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Apart from respiratory symptoms, severe acute respiratory syndrome coronavirus 2 (SARS-CoV-2), the causal agent of coronavirus disease 2019 (COVID-19) pandemic, causes neurological symptoms, particularly in those with severe infection.
The majority of individuals infected with SARS-CoV-2 remain asymptomatic or develop mild symptoms. However, the older population and those with comorbidities are susceptible to developing a severe infection and succumbing to multi-organ disorders.
Neuropathological symptoms, such as headaches and dizziness, are commonly found in COVID-19 patients. In an insignificant number of patients, the SARS-CoV-2 virus was detected in the brain. Despite this, the viral load was found to be low in such patients. In addition, several studies demonstrated that cytokine-induced neuroinflammation was the main underlying mechanism associated with SARS-CoV-2-related encephalitis. Therefore, it is still not clear whether these neurological manifestations are associated with SARS-CoV-2 brain infections, severe infection, or are facilitated by the neuroinflammatory response.
Previous studies have pointed out several alterations in the levels of neuronal cerebrospinal (CSF) and glial cells (neuroglia). Also, changes in plasma biomarkers of COVID-19 patients with neurological symptoms were observed. For instance, changes in neurofilament light chain (NfL) and glial fibrillary acidic protein (GFAP) levels were found in COVID-19 patients with neurological manifestations. These studies documented evidence to support plasma NfL as a marker for neuroaxonal damage and GFAP as a marker for astrocytic activation/injury. Total tau (T-tau) protein has been considered to be another marker for axonal damage and neuronal degeneration in COVID-19 patients.
Very few studies have found altered levels of plasma NfL among COVID-19 patients (adults) with mild symptoms and those who were asymptomatic. However, no changes in NfL levels were found in children with mild/moderate COVID-19 or asymptomatic.
A recent International Journal of Molecular Sciences study evaluated whether plasma levels of NfL, T-tau, and GFAP changed in SARS-CoV-2 infected patients with or without major neurological manifestations. In addition, the authors studied if the changes in plasma levels got restored after patients recovered from the infection. Forty-five plasma samples from COVID-19 patients who required hospitalization were obtained. This study cohort included 18 females and 27 males whose mean age was 64.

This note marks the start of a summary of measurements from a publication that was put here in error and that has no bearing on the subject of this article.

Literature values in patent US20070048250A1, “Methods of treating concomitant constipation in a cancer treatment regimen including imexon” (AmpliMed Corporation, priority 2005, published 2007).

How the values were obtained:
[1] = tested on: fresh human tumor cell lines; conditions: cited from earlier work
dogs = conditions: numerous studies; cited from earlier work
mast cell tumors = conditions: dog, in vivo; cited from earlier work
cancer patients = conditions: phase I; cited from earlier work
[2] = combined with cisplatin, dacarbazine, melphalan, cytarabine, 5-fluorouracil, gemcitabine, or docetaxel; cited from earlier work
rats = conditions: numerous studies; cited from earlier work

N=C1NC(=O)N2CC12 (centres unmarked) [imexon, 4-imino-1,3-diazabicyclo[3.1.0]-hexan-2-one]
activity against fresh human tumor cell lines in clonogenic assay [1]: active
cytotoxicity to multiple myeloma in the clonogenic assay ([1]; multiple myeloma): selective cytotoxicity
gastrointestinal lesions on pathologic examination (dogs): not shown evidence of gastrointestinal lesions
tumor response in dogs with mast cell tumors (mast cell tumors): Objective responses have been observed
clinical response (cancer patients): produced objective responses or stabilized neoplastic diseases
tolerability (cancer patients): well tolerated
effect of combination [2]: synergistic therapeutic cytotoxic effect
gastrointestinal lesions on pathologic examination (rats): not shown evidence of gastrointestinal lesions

Typically, manifestations of neurological symptoms resulting from systemic diseases have been associated with a high risk of morbidity and mortality. Therefore, it is important to mitigate the adverse impact of COVID-19 on the nervous system.
Herein, the authors demonstrated a significant increase in plasma concentrations of GFAP, T-tau, and NfL, in COVID-19 patients associated with non-substantial neurological manifestation, compared with controls. This finding is in line with previous studies that reported elevated baseline serum NfL levels in COVID-19 patients without significant neurological symptoms, irrespective of disease severity. Interestingly, the levels of NfL increased during repeated measurements in non-survivors; however, this level remained stable in patients who recovered from COVID-19.
No changes in CNS damage biomarkers were observed between subgroups, i.e., those with severe COVID-19 and post-COVID patients with insignificant neurological manifestations. Previous studies indicated an increase in plasma T-tau in convalescent COVID-19 patients at follow-up, and the levels were not dependent on initial disease severity. These levels were also not associated with impaired immune responses.
A weak correlation was observed between increased CNS damage biomarkers and certain hematological parameters, such as inflammatory-associated troponin and D-dimer. T-tau was negatively correlated with C-reactive protein, and no connection was found with the pro-inflammatory cytokine IL-6.
Notably, plasma levels of GFAP, NfL, and T-tau were normalized after two months of recovery from COVID-19, with or without minor post-acute neurological sequelae. Consistent with this finding, another study revealed that after six months of SARS-CoV-2 infection, NfL and GFAP levels, which were elevated during the acute phase of the disease, returned to normal levels.
This study has some limitations, including the small sample size and the absence of samples from patients with major neurological symptoms. In addition, the samples were obtained during the first COVID-19 wave, when neurological manifestation could have been underestimated. Despite the limitations, the current study demonstrated that elevated plasma NfL, GFAP, and T-tau levels in COVID-19 patients during the acute phase of infection, indicate a high risk of CNS manifestation. Nevertheless, changes in the above biomarker levels also occur in COVID-19 patients without delayed neurological manifestation.